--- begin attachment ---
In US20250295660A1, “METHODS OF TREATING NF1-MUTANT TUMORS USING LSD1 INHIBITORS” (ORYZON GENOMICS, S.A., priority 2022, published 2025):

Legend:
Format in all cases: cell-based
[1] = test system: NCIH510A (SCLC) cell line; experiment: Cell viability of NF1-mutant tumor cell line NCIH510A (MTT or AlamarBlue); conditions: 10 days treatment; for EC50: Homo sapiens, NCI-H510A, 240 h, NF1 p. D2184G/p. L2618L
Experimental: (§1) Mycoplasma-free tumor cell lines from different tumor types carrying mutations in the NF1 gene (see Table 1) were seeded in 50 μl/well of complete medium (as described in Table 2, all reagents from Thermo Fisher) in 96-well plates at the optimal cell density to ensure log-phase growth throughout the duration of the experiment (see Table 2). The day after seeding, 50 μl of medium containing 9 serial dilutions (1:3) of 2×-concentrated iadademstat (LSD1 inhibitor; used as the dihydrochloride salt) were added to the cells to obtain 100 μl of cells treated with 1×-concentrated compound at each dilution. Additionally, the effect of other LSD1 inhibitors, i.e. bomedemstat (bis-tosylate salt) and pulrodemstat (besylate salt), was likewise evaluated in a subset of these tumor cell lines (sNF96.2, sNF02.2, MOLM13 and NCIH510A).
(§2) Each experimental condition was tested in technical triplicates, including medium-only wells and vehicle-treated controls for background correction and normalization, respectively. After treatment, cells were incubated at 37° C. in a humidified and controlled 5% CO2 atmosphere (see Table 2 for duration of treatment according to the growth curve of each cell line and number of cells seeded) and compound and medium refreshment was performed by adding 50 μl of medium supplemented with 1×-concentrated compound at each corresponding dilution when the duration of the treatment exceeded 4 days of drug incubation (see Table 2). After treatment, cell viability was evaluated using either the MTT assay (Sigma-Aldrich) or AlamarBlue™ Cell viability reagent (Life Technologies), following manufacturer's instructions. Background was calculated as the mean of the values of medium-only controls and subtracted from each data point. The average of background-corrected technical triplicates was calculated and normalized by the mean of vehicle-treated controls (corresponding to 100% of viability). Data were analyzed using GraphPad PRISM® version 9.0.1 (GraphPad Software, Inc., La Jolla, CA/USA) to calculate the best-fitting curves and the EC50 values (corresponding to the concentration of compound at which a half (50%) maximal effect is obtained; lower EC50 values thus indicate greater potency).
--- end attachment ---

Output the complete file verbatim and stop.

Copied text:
In US20250295660A1, “METHODS OF TREATING NF1-MUTANT TUMORS USING LSD1 INHIBITORS” (ORYZON GENOMICS, S.A., priority 2022, published 2025):

Legend:
Format in all cases: cell-based
[1] = test system: NCIH510A (SCLC) cell line; experiment: Cell viability of NF1-mutant tumor cell line NCIH510A (MTT or AlamarBlue); conditions: 10 days treatment; for EC50: Homo sapiens, NCI-H510A, 240 h, NF1 p. D2184G/p. L2618L
Experimental: (§1) Mycoplasma-free tumor cell lines from different tumor types carrying mutations in the NF1 gene (see Table 1) were seeded in 50 μl/well of complete medium (as described in Table 2, all reagents from Thermo Fisher) in 96-well plates at the optimal cell density to ensure log-phase growth throughout the duration of the experiment (see Table 2). The day after seeding, 50 μl of medium containing 9 serial dilutions (1:3) of 2×-concentrated iadademstat (LSD1 inhibitor; used as the dihydrochloride salt) were added to the cells to obtain 100 μl of cells treated with 1×-concentrated compound at each dilution. Additionally, the effect of other LSD1 inhibitors, i.e. bomedemstat (bis-tosylate salt) and pulrodemstat (besylate salt), was likewise evaluated in a subset of these tumor cell lines (sNF96.2, sNF02.2, MOLM13 and NCIH510A).
(§2) Each experimental condition was tested in technical triplicates, including medium-only wells and vehicle-treated controls for background correction and normalization, respectively. After treatment, cells were incubated at 37° C. in a humidified and controlled 5% CO2 atmosphere (see Table 2 for duration of treatment according to the growth curve of each cell line and number of cells seeded) and compound and medium refreshment was performed by adding 50 μl of medium supplemented with 1×-concentrated compound at each corresponding dilution when the duration of the treatment exceeded 4 days of drug incubation (see Table 2). After treatment, cell viability was evaluated using either the MTT assay (Sigma-Aldrich) or AlamarBlue™ Cell viability reagent (Life Technologies), following manufacturer's instructions. Background was calculated as the mean of the values of medium-only controls and subtracted from each data point. The average of background-corrected technical triplicates was calculated and normalized by the mean of vehicle-treated controls (corresponding to 100% of viability). Data were analyzed using GraphPad PRISM® version 9.0.1 (GraphPad Software, Inc., La Jolla, CA/USA) to calculate the best-fitting curves and the EC50 values (corresponding to the concentration of compound at which a half (50%) maximal effect is obtained; lower EC50 values thus indicate greater potency).